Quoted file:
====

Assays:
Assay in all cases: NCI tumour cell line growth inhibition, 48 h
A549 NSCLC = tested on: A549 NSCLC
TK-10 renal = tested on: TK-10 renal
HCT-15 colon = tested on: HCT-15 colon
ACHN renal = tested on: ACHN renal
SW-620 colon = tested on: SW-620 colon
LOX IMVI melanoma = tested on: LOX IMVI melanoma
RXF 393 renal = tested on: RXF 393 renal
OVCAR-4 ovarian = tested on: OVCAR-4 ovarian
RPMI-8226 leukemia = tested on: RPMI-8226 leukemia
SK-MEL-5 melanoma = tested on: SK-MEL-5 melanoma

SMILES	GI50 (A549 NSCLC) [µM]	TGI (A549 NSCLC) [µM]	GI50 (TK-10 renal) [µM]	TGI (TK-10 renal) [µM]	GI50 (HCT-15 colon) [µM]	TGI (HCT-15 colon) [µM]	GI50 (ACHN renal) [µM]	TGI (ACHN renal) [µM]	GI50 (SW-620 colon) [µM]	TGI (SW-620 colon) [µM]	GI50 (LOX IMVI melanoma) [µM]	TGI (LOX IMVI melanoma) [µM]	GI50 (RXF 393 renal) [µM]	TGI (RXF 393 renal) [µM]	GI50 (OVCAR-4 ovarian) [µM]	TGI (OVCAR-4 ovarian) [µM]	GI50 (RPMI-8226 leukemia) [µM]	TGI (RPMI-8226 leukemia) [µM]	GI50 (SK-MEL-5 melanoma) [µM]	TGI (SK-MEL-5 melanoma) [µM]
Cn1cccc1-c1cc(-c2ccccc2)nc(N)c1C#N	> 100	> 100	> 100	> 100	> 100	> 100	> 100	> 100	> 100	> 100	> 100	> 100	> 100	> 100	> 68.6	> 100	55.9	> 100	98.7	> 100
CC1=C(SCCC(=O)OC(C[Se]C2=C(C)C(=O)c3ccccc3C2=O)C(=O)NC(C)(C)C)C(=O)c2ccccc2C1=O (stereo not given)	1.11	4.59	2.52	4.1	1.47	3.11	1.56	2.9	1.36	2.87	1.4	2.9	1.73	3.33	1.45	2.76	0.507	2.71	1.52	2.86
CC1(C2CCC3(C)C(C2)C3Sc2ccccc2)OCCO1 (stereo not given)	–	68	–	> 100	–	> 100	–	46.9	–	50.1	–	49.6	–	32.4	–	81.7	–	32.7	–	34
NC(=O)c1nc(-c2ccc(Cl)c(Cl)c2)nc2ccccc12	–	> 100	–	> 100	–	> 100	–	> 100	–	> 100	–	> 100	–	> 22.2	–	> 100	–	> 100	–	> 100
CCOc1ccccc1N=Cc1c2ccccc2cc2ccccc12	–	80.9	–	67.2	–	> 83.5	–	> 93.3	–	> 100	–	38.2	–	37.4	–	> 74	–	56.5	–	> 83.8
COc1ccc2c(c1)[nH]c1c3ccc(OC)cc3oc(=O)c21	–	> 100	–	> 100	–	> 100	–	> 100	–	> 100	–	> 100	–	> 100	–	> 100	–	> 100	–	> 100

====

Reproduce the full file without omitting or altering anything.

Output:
Assays:
Assay in all cases: NCI tumour cell line growth inhibition, 48 h
A549 NSCLC = tested on: A549 NSCLC
TK-10 renal = tested on: TK-10 renal
HCT-15 colon = tested on: HCT-15 colon
ACHN renal = tested on: ACHN renal
SW-620 colon = tested on: SW-620 colon
LOX IMVI melanoma = tested on: LOX IMVI melanoma
RXF 393 renal = tested on: RXF 393 renal
OVCAR-4 ovarian = tested on: OVCAR-4 ovarian
RPMI-8226 leukemia = tested on: RPMI-8226 leukemia
SK-MEL-5 melanoma = tested on: SK-MEL-5 melanoma

SMILES	GI50 (A549 NSCLC) [µM]	TGI (A549 NSCLC) [µM]	GI50 (TK-10 renal) [µM]	TGI (TK-10 renal) [µM]	GI50 (HCT-15 colon) [µM]	TGI (HCT-15 colon) [µM]	GI50 (ACHN renal) [µM]	TGI (ACHN renal) [µM]	GI50 (SW-620 colon) [µM]	TGI (SW-620 colon) [µM]	GI50 (LOX IMVI melanoma) [µM]	TGI (LOX IMVI melanoma) [µM]	GI50 (RXF 393 renal) [µM]	TGI (RXF 393 renal) [µM]	GI50 (OVCAR-4 ovarian) [µM]	TGI (OVCAR-4 ovarian) [µM]	GI50 (RPMI-8226 leukemia) [µM]	TGI (RPMI-8226 leukemia) [µM]	GI50 (SK-MEL-5 melanoma) [µM]	TGI (SK-MEL-5 melanoma) [µM]
Cn1cccc1-c1cc(-c2ccccc2)nc(N)c1C#N	> 100	> 100	> 100	> 100	> 100	> 100	> 100	> 100	> 100	> 100	> 100	> 100	> 100	> 100	> 68.6	> 100	55.9	> 100	98.7	> 100
CC1=C(SCCC(=O)OC(C[Se]C2=C(C)C(=O)c3ccccc3C2=O)C(=O)NC(C)(C)C)C(=O)c2ccccc2C1=O (stereo not given)	1.11	4.59	2.52	4.1	1.47	3.11	1.56	2.9	1.36	2.87	1.4	2.9	1.73	3.33	1.45	2.76	0.507	2.71	1.52	2.86
CC1(C2CCC3(C)C(C2)C3Sc2ccccc2)OCCO1 (stereo not given)	–	68	–	> 100	–	> 100	–	46.9	–	50.1	–	49.6	–	32.4	–	81.7	–	32.7	–	34
NC(=O)c1nc(-c2ccc(Cl)c(Cl)c2)nc2ccccc12	–	> 100	–	> 100	–	> 100	–	> 100	–	> 100	–	> 100	–	> 22.2	–	> 100	–	> 100	–	> 100
CCOc1ccccc1N=Cc1c2ccccc2cc2ccccc12	–	80.9	–	67.2	–	> 83.5	–	> 93.3	–	> 100	–	38.2	–	37.4	–	> 74	–	56.5	–	> 83.8
COc1ccc2c(c1)[nH]c1c3ccc(OC)cc3oc(=O)c21	–	> 100	–	> 100	–	> 100	–	> 100	–	> 100	–	> 100	–	> 100	–	> 100	–	> 100	–	> 100